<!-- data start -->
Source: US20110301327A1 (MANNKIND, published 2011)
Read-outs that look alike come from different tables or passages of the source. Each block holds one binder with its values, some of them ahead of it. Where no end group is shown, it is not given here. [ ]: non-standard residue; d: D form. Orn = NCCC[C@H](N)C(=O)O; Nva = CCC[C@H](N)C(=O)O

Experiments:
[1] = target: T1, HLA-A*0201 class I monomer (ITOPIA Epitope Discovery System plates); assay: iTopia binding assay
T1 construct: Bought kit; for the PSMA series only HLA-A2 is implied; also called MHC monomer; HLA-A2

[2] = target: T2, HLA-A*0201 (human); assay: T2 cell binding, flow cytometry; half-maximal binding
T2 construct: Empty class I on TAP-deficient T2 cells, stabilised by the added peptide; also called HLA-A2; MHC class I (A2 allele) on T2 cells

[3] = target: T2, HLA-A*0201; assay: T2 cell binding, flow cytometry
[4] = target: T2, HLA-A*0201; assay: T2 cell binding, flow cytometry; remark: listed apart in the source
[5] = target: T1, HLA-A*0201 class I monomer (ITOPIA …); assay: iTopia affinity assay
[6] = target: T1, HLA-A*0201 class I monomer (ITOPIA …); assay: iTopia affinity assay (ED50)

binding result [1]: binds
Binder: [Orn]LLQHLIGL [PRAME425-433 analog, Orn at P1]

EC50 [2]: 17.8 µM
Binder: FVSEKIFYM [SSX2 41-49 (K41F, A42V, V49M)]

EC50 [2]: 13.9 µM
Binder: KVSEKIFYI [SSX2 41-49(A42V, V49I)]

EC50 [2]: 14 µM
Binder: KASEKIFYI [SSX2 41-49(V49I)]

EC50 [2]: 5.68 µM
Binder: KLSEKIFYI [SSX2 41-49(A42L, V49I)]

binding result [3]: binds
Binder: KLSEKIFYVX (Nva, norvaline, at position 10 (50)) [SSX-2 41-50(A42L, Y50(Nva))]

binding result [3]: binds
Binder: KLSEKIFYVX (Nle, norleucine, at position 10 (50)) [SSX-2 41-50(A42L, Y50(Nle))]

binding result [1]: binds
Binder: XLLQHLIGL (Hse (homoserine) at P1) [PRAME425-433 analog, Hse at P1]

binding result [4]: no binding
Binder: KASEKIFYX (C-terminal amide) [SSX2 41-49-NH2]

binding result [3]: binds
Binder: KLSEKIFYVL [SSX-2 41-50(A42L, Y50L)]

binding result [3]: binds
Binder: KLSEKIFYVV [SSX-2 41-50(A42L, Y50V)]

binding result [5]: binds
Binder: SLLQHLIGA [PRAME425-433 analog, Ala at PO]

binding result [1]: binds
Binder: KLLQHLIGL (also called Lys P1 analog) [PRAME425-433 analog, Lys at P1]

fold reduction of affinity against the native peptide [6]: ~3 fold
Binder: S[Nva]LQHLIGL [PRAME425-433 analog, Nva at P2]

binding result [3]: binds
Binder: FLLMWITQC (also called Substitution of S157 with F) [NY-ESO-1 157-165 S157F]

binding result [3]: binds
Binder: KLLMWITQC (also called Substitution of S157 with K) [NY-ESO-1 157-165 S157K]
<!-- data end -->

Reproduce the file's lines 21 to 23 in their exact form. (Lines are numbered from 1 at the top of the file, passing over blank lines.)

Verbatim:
Binder: KLSEKIFYI [SSX2 41-49(A42L, V49I)]

binding result [3]: binds
Binder: KLSEKIFYVX (Nva, norvaline, at position 10 (50)) [SSX-2 41-50(A42L, Y50(Nva))]